A Medicare PPO Plan is a type of Medicare Advantage Plan (Part C) offered by a private insurance company. PPO Plans have network doctors, other health care providers, and hospitals. You pay less if you use doctors, hospitals, and other health care providers that belong to the plan's network. You pay more if you use doctors, hospitals, and providers outside of the network.
Medicare Supplement (Medigap)
Medigap is Medicare Supplement Insurance that helps fill "gaps" in Original Medicare and is sold by private companies. Original Medicare pays for much, but not all, of the cost for covered health care services and supplies. A Medicare Supplement Insurance (Medigap) policy can help pay some of the remaining health
care costs, like:
All policies offer the same basic benefits but some offer additional benefits, so you can choose which one meets your needs.
Join the rising number of seniors with a Medicare Supplement plan. Between December 2015 and December 2016, enrollment grew from 12.3 million to 13.1 million. Medicare Supplement Plans, cover many of your Medicare Part A and B out-ofpocket costs such as deductibles and coinsurance. Whether you prefer higher premiums or lower out-of-pocket costs, there’s a Medigap plan that could be right for you. The best time to buy a Medigap policy is during your 6-month Medigap Open Enrollment Period. During that time you can buy any Medigap policy sold, even if you have health problems. This period automatically starts the month you're 65 and enrolled in Medicare Part B (Medical Insurance), and it can't be changed or repeated. After this enrollment period, you may not be able to buy a Medigap policy. If you're able to buy one, it may cost more due to past or present health problems.
A Medigap policy covers only one person. Spouses must buy separate policies.
Understanding the different options with Medicare Supplement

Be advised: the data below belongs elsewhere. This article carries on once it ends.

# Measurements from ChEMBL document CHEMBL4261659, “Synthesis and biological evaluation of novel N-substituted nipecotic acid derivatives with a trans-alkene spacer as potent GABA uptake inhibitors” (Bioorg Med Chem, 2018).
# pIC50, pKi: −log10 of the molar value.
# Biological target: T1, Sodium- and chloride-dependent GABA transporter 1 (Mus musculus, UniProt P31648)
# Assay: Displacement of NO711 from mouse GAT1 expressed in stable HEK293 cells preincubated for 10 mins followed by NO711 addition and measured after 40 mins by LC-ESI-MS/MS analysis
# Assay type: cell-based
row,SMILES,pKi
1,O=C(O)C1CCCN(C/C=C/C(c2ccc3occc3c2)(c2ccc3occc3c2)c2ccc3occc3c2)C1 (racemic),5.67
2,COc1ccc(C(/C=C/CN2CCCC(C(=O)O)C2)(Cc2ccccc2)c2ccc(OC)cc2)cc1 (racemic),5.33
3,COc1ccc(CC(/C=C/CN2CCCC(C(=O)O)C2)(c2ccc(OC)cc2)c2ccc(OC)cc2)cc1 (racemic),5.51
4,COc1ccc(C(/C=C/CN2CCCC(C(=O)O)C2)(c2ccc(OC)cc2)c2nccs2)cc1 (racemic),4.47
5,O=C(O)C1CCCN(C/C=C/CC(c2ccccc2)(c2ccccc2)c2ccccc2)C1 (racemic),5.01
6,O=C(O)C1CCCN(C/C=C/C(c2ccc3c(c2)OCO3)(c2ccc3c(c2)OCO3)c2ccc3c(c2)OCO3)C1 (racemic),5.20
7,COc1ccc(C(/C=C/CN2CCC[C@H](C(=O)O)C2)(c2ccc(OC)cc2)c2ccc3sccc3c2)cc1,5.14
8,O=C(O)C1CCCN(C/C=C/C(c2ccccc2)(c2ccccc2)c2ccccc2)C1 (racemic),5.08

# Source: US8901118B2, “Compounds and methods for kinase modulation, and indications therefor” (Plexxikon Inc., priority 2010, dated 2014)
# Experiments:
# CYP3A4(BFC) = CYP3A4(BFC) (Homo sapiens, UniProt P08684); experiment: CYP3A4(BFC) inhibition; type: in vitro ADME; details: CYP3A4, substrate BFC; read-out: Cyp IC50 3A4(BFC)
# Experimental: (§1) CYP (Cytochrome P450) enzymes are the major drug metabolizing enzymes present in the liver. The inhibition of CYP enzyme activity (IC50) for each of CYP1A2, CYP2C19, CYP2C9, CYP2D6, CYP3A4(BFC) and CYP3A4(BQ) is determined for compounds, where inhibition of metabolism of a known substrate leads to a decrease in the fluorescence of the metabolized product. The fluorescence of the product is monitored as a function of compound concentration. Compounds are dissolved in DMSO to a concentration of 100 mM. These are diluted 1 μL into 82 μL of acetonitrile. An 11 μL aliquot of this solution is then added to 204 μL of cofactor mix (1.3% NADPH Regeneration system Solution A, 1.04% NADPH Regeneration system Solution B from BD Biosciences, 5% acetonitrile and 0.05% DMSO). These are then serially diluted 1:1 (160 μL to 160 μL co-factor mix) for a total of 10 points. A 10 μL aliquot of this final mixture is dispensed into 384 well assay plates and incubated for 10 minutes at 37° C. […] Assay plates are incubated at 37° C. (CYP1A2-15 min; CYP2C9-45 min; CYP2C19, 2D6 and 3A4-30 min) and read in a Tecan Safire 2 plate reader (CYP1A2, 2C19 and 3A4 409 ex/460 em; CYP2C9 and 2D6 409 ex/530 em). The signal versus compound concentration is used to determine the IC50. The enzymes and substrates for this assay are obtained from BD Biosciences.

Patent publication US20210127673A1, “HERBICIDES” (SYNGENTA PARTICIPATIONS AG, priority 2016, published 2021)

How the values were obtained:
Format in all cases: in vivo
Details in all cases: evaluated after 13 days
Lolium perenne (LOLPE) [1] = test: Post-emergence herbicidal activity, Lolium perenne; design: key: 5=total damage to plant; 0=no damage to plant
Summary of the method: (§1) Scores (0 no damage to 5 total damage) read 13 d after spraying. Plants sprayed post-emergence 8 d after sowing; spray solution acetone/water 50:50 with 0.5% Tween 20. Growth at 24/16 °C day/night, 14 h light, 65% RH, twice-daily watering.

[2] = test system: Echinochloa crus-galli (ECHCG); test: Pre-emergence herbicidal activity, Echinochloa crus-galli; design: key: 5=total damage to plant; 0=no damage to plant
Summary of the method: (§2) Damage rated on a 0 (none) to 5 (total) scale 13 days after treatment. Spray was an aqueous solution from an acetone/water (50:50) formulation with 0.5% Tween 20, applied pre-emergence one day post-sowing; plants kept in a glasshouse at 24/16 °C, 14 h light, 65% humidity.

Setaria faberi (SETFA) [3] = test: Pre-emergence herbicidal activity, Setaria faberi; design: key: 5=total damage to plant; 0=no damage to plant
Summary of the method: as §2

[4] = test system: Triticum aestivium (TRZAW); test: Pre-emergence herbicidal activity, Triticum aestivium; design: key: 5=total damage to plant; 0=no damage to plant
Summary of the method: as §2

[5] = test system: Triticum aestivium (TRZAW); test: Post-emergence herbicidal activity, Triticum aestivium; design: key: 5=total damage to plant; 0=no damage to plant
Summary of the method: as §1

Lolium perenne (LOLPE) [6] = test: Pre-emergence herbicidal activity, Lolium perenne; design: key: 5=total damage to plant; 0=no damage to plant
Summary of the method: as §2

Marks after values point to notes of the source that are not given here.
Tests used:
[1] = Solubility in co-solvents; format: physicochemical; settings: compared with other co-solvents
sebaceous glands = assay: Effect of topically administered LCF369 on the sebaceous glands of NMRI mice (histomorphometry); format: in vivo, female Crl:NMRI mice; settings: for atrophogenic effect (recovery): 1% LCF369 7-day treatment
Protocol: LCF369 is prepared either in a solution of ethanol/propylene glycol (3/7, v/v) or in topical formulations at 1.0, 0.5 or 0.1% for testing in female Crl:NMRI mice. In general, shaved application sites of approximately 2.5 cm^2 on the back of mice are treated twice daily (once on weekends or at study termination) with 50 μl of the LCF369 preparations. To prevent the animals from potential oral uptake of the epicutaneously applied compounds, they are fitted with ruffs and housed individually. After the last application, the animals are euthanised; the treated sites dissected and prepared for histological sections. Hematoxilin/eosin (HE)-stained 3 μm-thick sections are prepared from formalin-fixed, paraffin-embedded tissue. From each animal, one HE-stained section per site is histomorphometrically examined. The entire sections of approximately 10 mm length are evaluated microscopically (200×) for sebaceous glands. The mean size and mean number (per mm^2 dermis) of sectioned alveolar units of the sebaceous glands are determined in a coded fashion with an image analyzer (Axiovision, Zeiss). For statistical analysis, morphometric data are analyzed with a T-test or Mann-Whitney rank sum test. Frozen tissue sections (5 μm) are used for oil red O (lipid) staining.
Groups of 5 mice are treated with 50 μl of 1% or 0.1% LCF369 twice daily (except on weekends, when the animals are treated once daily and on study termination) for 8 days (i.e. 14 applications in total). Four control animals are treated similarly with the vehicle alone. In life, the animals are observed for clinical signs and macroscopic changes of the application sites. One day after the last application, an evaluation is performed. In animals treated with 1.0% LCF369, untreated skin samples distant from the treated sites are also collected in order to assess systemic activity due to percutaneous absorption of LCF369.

Plans A and B
Medicare Supplement Plans A and B cover basic co-insurance and copayment costs for hospitalization, medical expenses, and hospice care. Medicare Supplement Plan B provides additional coverage for Part A deductibles.
Plans C and D
Medicare Supplement Plans C and Plan D cover the basic Medicare benefits, plus skilled nursing care, the Medicare Part A deductible A and emergency care abroad. Plan C also covers the Medicare Part B deductibles.
Medicare Supplement Plan F covers the basic Medicare benefits, plus coverage for Medicare Part A and B deductibles, skilled nursing care, emergency care abroad and 100% of Part B excess charges— this is the difference between what a provider charges and the amount Medicare will pay up to Medicare’s limiting amount. A high-deductibles option is available that can lower your premium.
Medicare Supplement Plan G covers basic Medicare benefits plus coverage for additional costs like Part A deductibles, skilled nursing care, Part B excess charges (charges above what Medicare pays) and emergency care abroad.
Plan K and L
Medicare Supplement Plans K and L cover a range of medical costs, including doctor’s services and hospital care. The plans pay a percentage of your costs, and then you are responsible for the remainder. Each Medicare Supplement Plan K and L has its own out-of-pocket maximum, which limits the amount you have to pay each year.
Another lower-premium option offering the same basic benefits; however, Plan N includes an office copayment of up to $20 and an emergency room copayment of up to $50. Medicare Supplement Plan N also covers Medicare Part A deductibles, skilled nursing care and emergency care.